Howling VI: The Freaks

United Kingdom

102 min     4.5     1991     United Kingdom


A villainous carnival owner traps a young werewolf to include in his growing menagerie of inhuman exhibits.


John Chard wrote:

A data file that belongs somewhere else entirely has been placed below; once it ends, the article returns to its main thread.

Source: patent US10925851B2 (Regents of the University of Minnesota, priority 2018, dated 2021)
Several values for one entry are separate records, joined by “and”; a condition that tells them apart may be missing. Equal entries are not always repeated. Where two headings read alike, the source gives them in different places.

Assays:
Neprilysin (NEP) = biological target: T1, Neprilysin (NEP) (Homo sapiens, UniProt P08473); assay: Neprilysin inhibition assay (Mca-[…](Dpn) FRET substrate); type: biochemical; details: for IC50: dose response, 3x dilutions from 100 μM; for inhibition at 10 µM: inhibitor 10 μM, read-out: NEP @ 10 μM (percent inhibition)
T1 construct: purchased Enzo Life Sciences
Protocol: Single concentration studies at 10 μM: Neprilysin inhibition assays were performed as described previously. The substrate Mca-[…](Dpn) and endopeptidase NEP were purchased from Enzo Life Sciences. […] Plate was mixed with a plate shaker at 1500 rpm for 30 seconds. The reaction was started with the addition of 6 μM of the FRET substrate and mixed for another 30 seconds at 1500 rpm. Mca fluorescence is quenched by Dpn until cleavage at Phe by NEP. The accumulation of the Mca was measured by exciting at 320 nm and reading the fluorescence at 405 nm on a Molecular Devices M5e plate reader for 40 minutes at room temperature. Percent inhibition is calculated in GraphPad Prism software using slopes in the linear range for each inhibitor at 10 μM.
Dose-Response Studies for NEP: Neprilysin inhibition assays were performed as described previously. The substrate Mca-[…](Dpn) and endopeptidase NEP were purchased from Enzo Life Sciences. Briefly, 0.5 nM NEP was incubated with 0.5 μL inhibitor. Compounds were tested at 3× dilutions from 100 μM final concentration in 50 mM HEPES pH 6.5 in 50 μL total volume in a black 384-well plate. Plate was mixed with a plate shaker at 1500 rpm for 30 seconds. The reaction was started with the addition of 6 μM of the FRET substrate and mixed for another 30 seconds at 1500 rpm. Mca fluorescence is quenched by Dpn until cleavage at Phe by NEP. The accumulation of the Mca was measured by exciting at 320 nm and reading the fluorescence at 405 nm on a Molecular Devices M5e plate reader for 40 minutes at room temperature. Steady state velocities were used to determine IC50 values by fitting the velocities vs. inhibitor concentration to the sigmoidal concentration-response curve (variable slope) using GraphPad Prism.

Harker's World of Wonders. The Howling (1981) remains to me one of the finest Werewolf movies ever made, though looking a bit tired these days, there still remains a wrought terror there, the effects work impressive even in this age of amazing effects advancements. What is actually surprising is that it would spawn a whole raft of sequels, becoming a cash cow franchise that not only failed to grasp the essence of writer Gary Brander's prose, but also in how the stories were schizophrenic in relation to the Werewolf formula. Part VI: The Freaks is not a great movie, but it has a grand idea at its core, shifting the story arc into the mysterious realm of circus freaks, thus making this very much of interest for anyone with a kink for carnival/fairground/circus horror films. It's this backdrop, and the all round eerie atmospherics wrung out by director Hope Perello and cinematographer Edward Pei, that keeps this sequel above average. Plot basically finds a drifter known only as Ian (Brendan Hughes) wandering into the town of Canton Bluff and in spite of some hostility from the sheriff of the town, manages to find some lodgings with troubled pastor Dewey (Jered Barclay) and his daughter Elizabeth (Michele Matheson). All seems rosy until the arrival of a travelling show called Harker's World of Wonders. Fronted by the mysterious R.B. Harker (Bruce Payne), it's a veritable showcase for the misfits, the freaks and the runts. But much like Harker has a dark secret, so too does Ian, and when revealed, the town of Canton Bluff will never be the same. Unfortunately the main promotional poster for the film gives the game away, so it's no spoiler to say that it's all building towards a monster face-off, with the character name of Harker a not very subtle clue as well. In between there is the standard relationship building narrative, with Ian battling his demons as he comes to adore both Elizabeth and Dewey, while the tours around the "show" are suitably creepy. Payne is giving good pompous aristocratic entertainment, while seeing Antonio Fargas and Carol Lynley in this gives novelty value whilst serving to remind that actors do sometimes have to work for food! It's dressed up nicely and never insulting, and in context to the budget available it deserves a gentle golf clap type of grudging appreciation. Even if it's hardly a must see for Werewolf lovers. 6/10